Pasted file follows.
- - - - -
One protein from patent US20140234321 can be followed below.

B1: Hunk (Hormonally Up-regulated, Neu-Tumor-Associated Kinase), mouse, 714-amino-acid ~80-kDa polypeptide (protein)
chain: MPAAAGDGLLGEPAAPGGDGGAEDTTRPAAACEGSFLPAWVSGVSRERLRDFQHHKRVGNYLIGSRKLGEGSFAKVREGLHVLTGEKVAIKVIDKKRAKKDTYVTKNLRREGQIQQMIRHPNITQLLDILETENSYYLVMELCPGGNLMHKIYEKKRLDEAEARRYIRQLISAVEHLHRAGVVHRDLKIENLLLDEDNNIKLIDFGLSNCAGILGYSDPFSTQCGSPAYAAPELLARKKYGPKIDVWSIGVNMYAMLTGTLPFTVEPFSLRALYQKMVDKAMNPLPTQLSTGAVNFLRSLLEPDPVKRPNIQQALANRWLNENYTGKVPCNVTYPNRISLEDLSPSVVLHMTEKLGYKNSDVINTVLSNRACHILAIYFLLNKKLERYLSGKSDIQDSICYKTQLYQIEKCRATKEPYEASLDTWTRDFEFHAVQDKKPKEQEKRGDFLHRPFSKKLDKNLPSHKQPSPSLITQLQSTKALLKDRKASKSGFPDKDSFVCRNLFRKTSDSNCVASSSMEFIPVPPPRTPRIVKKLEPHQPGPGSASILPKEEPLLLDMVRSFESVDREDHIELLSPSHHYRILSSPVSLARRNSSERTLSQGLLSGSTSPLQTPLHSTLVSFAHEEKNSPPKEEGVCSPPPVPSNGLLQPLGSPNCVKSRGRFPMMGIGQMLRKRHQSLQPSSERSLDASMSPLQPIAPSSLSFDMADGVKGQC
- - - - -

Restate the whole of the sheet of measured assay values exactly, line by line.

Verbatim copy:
One protein from patent US20140234321 can be followed below.

B1: Hunk (Hormonally Up-regulated, Neu-Tumor-Associated Kinase), mouse, 714-amino-acid ~80-kDa polypeptide (protein)
chain: MPAAAGDGLLGEPAAPGGDGGAEDTTRPAAACEGSFLPAWVSGVSRERLRDFQHHKRVGNYLIGSRKLGEGSFAKVREGLHVLTGEKVAIKVIDKKRAKKDTYVTKNLRREGQIQQMIRHPNITQLLDILETENSYYLVMELCPGGNLMHKIYEKKRLDEAEARRYIRQLISAVEHLHRAGVVHRDLKIENLLLDEDNNIKLIDFGLSNCAGILGYSDPFSTQCGSPAYAAPELLARKKYGPKIDVWSIGVNMYAMLTGTLPFTVEPFSLRALYQKMVDKAMNPLPTQLSTGAVNFLRSLLEPDPVKRPNIQQALANRWLNENYTGKVPCNVTYPNRISLEDLSPSVVLHMTEKLGYKNSDVINTVLSNRACHILAIYFLLNKKLERYLSGKSDIQDSICYKTQLYQIEKCRATKEPYEASLDTWTRDFEFHAVQDKKPKEQEKRGDFLHRPFSKKLDKNLPSHKQPSPSLITQLQSTKALLKDRKASKSGFPDKDSFVCRNLFRKTSDSNCVASSSMEFIPVPPPRTPRIVKKLEPHQPGPGSASILPKEEPLLLDMVRSFESVDREDHIELLSPSHHYRILSSPVSLARRNSSERTLSQGLLSGSTSPLQTPLHSTLVSFAHEEKNSPPKEEGVCSPPPVPSNGLLQPLGSPNCVKSRGRFPMMGIGQMLRKRHQSLQPSSERSLDASMSPLQPIAPSSLSFDMADGVKGQC